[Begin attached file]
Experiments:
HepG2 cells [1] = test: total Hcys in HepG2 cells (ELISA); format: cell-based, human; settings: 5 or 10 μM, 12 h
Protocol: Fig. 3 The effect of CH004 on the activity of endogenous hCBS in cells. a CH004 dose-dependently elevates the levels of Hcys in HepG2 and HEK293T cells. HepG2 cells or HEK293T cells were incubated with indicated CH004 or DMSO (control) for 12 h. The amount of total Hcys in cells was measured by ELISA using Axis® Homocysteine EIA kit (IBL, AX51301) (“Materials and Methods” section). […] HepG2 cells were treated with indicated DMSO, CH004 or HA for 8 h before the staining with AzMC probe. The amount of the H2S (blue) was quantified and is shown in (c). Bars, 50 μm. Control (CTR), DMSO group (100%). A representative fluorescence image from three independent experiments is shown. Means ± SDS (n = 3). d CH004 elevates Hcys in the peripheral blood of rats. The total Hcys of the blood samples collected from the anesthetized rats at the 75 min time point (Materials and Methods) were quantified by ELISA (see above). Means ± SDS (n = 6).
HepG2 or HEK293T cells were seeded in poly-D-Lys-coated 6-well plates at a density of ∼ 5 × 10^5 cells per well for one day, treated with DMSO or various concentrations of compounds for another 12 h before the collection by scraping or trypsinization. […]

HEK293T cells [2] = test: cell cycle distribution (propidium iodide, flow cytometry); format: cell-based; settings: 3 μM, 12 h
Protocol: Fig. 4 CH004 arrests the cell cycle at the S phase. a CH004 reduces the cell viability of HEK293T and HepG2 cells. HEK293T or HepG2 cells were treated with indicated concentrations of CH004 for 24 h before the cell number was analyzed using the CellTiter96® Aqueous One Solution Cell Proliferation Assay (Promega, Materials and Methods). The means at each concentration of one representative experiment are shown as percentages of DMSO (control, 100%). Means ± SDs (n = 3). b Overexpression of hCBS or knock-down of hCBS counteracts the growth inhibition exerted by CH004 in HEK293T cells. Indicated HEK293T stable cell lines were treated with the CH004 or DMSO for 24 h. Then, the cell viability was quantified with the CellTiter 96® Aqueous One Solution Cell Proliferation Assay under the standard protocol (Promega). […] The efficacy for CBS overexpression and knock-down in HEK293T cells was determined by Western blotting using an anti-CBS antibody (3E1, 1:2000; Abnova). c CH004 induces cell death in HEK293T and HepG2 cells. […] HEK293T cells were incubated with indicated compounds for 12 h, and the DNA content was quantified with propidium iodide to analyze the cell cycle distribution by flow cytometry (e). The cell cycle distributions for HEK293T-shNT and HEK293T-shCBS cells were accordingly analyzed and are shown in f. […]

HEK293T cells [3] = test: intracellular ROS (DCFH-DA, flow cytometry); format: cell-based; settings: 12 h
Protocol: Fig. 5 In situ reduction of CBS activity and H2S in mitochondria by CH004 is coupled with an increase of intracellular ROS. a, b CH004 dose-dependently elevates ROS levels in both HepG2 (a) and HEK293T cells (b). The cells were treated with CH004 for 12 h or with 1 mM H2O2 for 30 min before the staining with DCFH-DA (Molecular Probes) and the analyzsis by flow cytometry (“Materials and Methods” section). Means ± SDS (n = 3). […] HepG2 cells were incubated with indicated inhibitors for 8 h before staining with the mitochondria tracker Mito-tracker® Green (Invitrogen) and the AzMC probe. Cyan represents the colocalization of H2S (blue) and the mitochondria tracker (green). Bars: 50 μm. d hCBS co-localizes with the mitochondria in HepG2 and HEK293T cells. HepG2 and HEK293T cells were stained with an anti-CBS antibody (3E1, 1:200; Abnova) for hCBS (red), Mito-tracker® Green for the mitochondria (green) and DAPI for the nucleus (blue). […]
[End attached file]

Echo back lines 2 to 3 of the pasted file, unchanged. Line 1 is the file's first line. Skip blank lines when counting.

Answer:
HepG2 cells [1] = test: total Hcys in HepG2 cells (ELISA); format: cell-based, human; settings: 5 or 10 μM, 12 h
Protocol: Fig. 3 The effect of CH004 on the activity of endogenous hCBS in cells. a CH004 dose-dependently elevates the levels of Hcys in HepG2 and HEK293T cells. HepG2 cells or HEK293T cells were incubated with indicated CH004 or DMSO (control) for 12 h. The amount of total Hcys in cells was measured by ELISA using Axis® Homocysteine EIA kit (IBL, AX51301) (“Materials and Methods” section). […] HepG2 cells were treated with indicated DMSO, CH004 or HA for 8 h before the staining with AzMC probe. The amount of the H2S (blue) was quantified and is shown in (c). Bars, 50 μm. Control (CTR), DMSO group (100%). A representative fluorescence image from three independent experiments is shown. Means ± SDS (n = 3). d CH004 elevates Hcys in the peripheral blood of rats. The total Hcys of the blood samples collected from the anesthetized rats at the 75 min time point (Materials and Methods) were quantified by ELISA (see above). Means ± SDS (n = 6).